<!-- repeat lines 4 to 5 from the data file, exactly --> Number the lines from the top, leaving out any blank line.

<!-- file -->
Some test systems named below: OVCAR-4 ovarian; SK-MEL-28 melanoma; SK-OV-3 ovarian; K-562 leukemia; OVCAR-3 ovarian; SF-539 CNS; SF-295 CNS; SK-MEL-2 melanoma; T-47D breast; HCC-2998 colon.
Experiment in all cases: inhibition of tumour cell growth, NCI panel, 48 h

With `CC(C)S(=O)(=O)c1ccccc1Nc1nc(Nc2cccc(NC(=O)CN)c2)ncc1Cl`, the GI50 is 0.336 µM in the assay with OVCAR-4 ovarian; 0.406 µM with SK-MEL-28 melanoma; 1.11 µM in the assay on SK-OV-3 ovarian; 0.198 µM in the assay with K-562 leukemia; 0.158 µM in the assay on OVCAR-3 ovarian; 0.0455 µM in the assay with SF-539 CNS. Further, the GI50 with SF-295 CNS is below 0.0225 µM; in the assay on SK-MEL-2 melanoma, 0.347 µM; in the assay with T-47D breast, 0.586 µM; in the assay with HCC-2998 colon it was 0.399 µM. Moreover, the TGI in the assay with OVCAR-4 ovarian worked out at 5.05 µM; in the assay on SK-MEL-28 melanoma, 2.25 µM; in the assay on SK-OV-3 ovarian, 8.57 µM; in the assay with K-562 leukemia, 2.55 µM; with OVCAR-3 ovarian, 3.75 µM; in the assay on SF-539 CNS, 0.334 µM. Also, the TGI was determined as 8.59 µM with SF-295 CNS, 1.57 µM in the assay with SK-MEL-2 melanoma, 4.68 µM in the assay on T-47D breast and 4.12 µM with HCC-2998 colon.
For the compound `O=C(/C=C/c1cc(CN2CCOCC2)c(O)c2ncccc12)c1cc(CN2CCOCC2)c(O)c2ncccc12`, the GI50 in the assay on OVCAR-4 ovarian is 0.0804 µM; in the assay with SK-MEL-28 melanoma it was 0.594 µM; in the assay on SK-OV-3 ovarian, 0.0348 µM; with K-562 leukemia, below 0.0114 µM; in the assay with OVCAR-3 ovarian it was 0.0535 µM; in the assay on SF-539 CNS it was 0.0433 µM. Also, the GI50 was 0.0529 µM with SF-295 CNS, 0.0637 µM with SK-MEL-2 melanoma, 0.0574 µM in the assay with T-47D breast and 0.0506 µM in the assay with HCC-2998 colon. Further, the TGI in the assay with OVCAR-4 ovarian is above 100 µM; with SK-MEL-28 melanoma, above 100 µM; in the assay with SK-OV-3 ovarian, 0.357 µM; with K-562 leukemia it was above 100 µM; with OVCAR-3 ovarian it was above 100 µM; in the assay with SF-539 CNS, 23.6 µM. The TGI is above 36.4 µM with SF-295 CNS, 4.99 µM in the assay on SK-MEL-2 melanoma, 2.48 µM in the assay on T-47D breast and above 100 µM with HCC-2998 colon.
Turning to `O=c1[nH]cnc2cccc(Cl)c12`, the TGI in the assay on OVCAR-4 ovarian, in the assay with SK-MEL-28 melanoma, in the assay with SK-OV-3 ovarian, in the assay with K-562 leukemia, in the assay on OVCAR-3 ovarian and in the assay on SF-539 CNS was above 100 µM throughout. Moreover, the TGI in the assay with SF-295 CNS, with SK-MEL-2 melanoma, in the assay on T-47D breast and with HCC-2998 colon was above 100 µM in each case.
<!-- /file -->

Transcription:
For the compound `O=C(/C=C/c1cc(CN2CCOCC2)c(O)c2ncccc12)c1cc(CN2CCOCC2)c(O)c2ncccc12`, the GI50 in the assay on OVCAR-4 ovarian is 0.0804 µM; in the assay with SK-MEL-28 melanoma it was 0.594 µM; in the assay on SK-OV-3 ovarian, 0.0348 µM; with K-562 leukemia, below 0.0114 µM; in the assay with OVCAR-3 ovarian it was 0.0535 µM; in the assay on SF-539 CNS it was 0.0433 µM. Also, the GI50 was 0.0529 µM with SF-295 CNS, 0.0637 µM with SK-MEL-2 melanoma, 0.0574 µM in the assay with T-47D breast and 0.0506 µM in the assay with HCC-2998 colon. Further, the TGI in the assay with OVCAR-4 ovarian is above 100 µM; with SK-MEL-28 melanoma, above 100 µM; in the assay with SK-OV-3 ovarian, 0.357 µM; with K-562 leukemia it was above 100 µM; with OVCAR-3 ovarian it was above 100 µM; in the assay with SF-539 CNS, 23.6 µM. The TGI is above 36.4 µM with SF-295 CNS, 4.99 µM in the assay on SK-MEL-2 melanoma, 2.48 µM in the assay on T-47D breast and above 100 µM with HCC-2998 colon.
Turning to `O=c1[nH]cnc2cccc(Cl)c12`, the TGI in the assay on OVCAR-4 ovarian, in the assay with SK-MEL-28 melanoma, in the assay with SK-OV-3 ovarian, in the assay with K-562 leukemia, in the assay on OVCAR-3 ovarian and in the assay on SF-539 CNS was above 100 µM throughout. Moreover, the TGI in the assay with SF-295 CNS, with SK-MEL-2 melanoma, in the assay on T-47D breast and with HCC-2998 colon was above 100 µM in each case.